If your dog is showing signs of motion sickness, simply opening a window might help. Not all dogs do well in a warm environment, which is why breathing in some fresh air might do the trick. However, what works for some dogs doesn't necessarily apply to yours, so experiment with a different remedy if your dog doesn't positively respond to this one.
#4: Natural Remedy #1: Ginger Snaps
Dog parents can alleviate symptoms of motion sickness in dogs through simple, natural remedies without having to go to the vetand geta sleep-inducing drug.
The first natural remedy on our list is ginger snaps. You've probably seen these thin cookies in stores or tasted them fresh out of Grandma's oven. Ginger is known for its calming effect on the digestive system — that is why ginger snaps are an adequate replacement for Dramamine. Organic ginger snaps are the healthiest option to feed your dog before a road trip. However, we don't recommend feeding ginger to dogs:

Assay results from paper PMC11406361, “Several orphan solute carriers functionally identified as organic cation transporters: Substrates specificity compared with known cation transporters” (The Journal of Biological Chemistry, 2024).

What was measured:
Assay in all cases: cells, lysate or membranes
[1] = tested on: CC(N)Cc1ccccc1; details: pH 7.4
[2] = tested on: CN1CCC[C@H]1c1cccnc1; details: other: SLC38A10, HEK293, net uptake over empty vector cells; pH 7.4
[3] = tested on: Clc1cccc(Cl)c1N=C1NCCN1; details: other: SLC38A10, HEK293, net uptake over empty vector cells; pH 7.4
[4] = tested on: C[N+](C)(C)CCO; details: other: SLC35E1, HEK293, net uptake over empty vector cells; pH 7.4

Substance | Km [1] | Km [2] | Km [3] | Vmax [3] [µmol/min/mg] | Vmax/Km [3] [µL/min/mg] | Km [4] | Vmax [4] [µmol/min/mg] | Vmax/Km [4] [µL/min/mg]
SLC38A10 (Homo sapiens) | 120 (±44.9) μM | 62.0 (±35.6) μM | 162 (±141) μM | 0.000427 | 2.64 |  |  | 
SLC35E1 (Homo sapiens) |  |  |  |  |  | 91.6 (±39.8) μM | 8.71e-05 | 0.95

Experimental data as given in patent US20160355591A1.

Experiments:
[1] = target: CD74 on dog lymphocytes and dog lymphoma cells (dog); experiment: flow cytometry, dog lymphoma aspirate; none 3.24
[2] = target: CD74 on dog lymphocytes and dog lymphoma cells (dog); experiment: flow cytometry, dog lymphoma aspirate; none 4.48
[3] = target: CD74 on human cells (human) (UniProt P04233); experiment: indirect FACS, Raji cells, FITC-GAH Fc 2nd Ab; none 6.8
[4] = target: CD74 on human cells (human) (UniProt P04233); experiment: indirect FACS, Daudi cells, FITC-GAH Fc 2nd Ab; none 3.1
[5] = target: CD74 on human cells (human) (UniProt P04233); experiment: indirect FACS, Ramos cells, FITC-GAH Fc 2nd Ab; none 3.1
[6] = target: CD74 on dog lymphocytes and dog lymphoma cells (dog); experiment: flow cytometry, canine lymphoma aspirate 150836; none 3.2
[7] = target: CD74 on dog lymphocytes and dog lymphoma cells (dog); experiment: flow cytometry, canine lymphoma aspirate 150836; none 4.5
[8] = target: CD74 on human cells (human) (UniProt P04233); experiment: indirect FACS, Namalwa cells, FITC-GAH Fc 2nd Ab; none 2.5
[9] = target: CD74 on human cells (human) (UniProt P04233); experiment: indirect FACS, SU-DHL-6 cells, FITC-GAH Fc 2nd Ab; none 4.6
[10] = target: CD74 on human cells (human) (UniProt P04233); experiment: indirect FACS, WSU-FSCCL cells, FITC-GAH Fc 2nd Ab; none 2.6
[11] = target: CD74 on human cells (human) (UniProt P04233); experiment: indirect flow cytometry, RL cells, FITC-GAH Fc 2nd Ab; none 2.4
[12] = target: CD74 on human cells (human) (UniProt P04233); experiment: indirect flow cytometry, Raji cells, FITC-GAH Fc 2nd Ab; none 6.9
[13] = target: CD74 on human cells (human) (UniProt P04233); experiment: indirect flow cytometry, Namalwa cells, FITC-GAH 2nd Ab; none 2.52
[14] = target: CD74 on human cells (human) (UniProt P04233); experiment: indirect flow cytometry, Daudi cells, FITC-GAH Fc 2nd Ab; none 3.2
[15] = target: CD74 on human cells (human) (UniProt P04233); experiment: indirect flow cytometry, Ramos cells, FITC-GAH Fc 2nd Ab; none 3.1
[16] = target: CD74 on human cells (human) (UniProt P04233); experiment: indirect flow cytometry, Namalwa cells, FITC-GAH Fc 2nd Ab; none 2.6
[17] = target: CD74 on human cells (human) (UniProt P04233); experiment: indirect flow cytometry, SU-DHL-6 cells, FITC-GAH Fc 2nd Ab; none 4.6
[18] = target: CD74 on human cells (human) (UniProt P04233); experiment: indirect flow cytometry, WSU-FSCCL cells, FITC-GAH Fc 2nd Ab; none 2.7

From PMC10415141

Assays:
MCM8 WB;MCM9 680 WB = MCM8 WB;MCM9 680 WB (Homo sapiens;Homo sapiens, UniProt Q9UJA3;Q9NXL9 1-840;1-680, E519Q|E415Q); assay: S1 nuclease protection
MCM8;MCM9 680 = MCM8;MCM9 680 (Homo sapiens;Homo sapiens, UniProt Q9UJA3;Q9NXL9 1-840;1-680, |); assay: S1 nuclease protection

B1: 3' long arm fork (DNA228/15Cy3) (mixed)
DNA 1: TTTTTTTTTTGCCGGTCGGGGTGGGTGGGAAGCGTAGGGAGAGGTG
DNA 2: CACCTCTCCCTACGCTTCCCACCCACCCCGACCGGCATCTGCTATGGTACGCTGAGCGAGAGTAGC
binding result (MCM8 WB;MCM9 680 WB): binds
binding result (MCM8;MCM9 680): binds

- Undergoing surgery
- On blood thinners
- Going into labor
- With diabetes or heart conditions
#5: Natural Remedy #2: Peppermint
Peppermint products can reduce nausea symptoms (and any gassy flatulence the dog might experience) by calming the muscles in your dog's stomach. Refrain from giving your dog diluted peppermint essential oil, as its high concentration can lead to liver and kidney issues. Also, don't combine peppermint with homeopathic remedies — focus on either one or the other.
You can make your own peppermint infusion by steeping 2 tablespoons of dried peppermint in 8 ounces of simmering water for 20 to 30 minutes. Allow the concoction to cool. The recommended dosage for dogs is:
- 1 teaspoon twice a day for small dogs
- 2 teaspoons twice a day for medium-sized dogs
- 1 tablespoon twice a day for larger dogs
#6: Natural Remedy #3: Catnip